While China keeps regurgitating the same tired and trite line about an “imminent” fiscal and housing stimulus, which reportedly is in the “trillions” of yuan, yet which to date is entirely imaginary and never actually materalizes, its housing market continues to crater and will soon reach a point where a depression is unavoidable… at which point the all too real stimulus to reboot the economy will be in the tens of trillions.
Overnight, China’s National Bureau of Statistics reported that last month, China’s home prices fell the most in eight years signaling the property slump is worsening even after the government ramped up efforts to revive demand. In fact, one can argue that central planning is merely doing what it always does: makes the situation even worse.
New-home prices in 70 cities, excluding state-subsidized housing, declined 0.38% last month from September, when they dropped 0.3%, official figures showed Thursday. The decrease was the steepest since February 2015.
The drop adds to further evidence of a relentless and persistent housing downturn after official figures this week showed a contraction in sales and property investment deepened. Fresh stimulus measures rolled out at major cities since August, and which have been derided as much too small to make an impact, have done little to turn around the sector, which is dragging on China’s economic recovery and which has traditionally served as the primary source of wealth for China’s middle class.
While prices in the largest, tier-1 cities, slid 0.35%, sharply deteriorating from a 0.05% decrease a month earlier, tier-2 cities, mostly provincial capitals, fared better with a narrower price decline amid an easing in homebuying restrictions.
The second-hand market didn’t fare any better, with prices tumbling 0.58%, the most since October 2014. A Bloomberg Intelligence gauge of Chinese property developers fell as much as 1.4% on Thursday morning, extending this year’s decline to 43%.
Here are some more details:
- After seasonal adjustments, weighted average house prices in the primary market declined by 0.9% mom annualized in October, despite ongoing easing policies.
- The proportion of cities that experienced sequential house price gains declined in both the primary market and secondary market in October from September. New home prices dropped in 56 of 70 cities in October. Second-hand home prices fell in 67 cities, with just Xi’an in Shaanxi province and Hangzhou in Zhejiang showing growth.
Most property-related activity remained sluggish in year-on-year terms in October. 30-city new home transaction volume declined by 27.1% yoy month-to-date in November. Major cities’ inventory months (sellable gross floor area divided by 12-month rolling gross floor area sold) rose to 23.8 in October from 22.7 in September, with the increase mostly led by Tier-3 cities.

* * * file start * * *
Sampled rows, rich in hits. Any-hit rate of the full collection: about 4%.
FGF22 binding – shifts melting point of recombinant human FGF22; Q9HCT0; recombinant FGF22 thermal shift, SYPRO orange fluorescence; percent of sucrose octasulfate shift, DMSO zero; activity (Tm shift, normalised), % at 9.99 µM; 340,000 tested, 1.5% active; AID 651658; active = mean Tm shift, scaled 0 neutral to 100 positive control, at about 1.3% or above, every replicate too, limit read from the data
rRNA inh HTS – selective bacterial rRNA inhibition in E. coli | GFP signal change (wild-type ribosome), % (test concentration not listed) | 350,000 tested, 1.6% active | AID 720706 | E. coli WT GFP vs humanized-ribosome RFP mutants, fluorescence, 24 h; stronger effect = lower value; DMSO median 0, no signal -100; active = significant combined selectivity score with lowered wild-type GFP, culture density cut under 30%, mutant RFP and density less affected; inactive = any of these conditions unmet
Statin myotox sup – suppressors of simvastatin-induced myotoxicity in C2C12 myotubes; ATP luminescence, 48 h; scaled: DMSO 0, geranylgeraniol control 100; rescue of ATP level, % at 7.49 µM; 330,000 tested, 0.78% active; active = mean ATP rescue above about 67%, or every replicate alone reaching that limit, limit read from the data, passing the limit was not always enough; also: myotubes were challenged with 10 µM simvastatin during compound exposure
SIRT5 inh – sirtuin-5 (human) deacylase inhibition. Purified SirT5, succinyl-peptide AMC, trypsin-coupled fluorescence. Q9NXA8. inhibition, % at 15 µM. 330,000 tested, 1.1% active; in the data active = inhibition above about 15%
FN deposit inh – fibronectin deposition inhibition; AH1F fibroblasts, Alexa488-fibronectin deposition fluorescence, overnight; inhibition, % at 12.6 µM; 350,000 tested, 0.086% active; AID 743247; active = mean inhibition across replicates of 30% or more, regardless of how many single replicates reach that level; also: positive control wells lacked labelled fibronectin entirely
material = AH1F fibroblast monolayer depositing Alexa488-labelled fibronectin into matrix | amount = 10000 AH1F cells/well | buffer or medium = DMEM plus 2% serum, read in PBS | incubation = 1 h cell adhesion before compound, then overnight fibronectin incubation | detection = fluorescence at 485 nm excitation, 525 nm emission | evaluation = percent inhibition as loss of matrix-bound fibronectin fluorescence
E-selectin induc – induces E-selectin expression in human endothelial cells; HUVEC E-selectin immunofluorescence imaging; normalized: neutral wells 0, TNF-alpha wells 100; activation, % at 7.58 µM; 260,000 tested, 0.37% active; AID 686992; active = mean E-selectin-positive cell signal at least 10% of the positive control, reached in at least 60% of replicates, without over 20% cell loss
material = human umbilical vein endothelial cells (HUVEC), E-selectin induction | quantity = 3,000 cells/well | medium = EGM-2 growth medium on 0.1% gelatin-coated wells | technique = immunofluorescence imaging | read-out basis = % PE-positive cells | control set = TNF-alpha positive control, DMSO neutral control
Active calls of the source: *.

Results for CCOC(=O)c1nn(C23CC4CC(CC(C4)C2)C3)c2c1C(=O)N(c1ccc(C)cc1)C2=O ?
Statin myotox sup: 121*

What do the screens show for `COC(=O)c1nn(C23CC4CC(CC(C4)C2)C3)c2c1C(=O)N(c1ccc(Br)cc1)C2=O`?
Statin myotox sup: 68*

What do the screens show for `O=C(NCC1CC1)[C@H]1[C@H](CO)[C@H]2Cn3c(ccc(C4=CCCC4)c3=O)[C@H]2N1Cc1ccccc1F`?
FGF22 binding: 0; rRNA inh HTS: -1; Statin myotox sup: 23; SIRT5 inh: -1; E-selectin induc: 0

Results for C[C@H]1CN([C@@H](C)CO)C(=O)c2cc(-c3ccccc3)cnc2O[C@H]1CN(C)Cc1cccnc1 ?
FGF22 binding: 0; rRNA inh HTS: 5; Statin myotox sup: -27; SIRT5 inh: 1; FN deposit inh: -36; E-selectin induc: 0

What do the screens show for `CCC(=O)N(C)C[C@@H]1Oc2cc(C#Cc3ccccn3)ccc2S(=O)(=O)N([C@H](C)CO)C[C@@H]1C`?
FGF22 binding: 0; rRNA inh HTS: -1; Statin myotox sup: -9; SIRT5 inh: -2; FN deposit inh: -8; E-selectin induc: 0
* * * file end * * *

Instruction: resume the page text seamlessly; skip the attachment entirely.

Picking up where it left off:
A brief housing market rebound earlier this year after China’s post-Covid reopening “turned out to be short-lived,” said Chen Wenjing, associate research director at China Index Holdings. “Homebuyers are deterred by squeezed incomes and the uncertain property market outlook.” The record high youth unemployment, which forced Beijing to suspend the data series once it crossed above 21%, is not helping.
Meanwhile, the latest October money and credit data suggested growth of household medium-to-long term loans, which are mostly mortgages, decelerated in sequential terms in October from September.
In the latest (insufficient) move to prop up the real estate sector, Bloomberg reported that Beijing is planning to provide at least 1 trillion yuan ($138 billion) of low-cost financing to urban village renovation and affordable housing programs. While details of the new plan remain unclear, some economists say it will be even less effective than earlier efforts. The new programs would mostly take place in some of the largest metropolitan areas, outside the low-tier cities where the slump is most severe.
Following the slew of easing announcements on property policy, Goldman economists expect more housing easing measures in coming months, including more relaxation of home purchase restrictions in large cities, among others. However, considering persistent property weakness related to lower-tier cities and private developers, such easing measures may only lead to an “L-shaped” recovery in the sector in coming years. In other words, no recovery.
As is widely known by now, China’s property crisis has engulfed almost all of the largest developers, which have been struggling to repay debts and complete projects since a credit crunch emerged three years ago. China Vanke, one of the country’s few remaining investment-grade builders, saw its dollar bonds plunge in recent weeks on the heels of industry giant Country Garden’s default. Vanke later received an unusually strong show of support from the local government.
“Property remains the biggest drag amid the rising credit risk among developers,” Larry Hu, head of China economics at Macquarie Group Ltd., wrote in a note this week.
As a reminder, two years ago, Goldman calculated that China’s housing market is the world’s single biggest asset class…
… however, after the spectacular implosion of the past two years, it is unclear where it ranks today.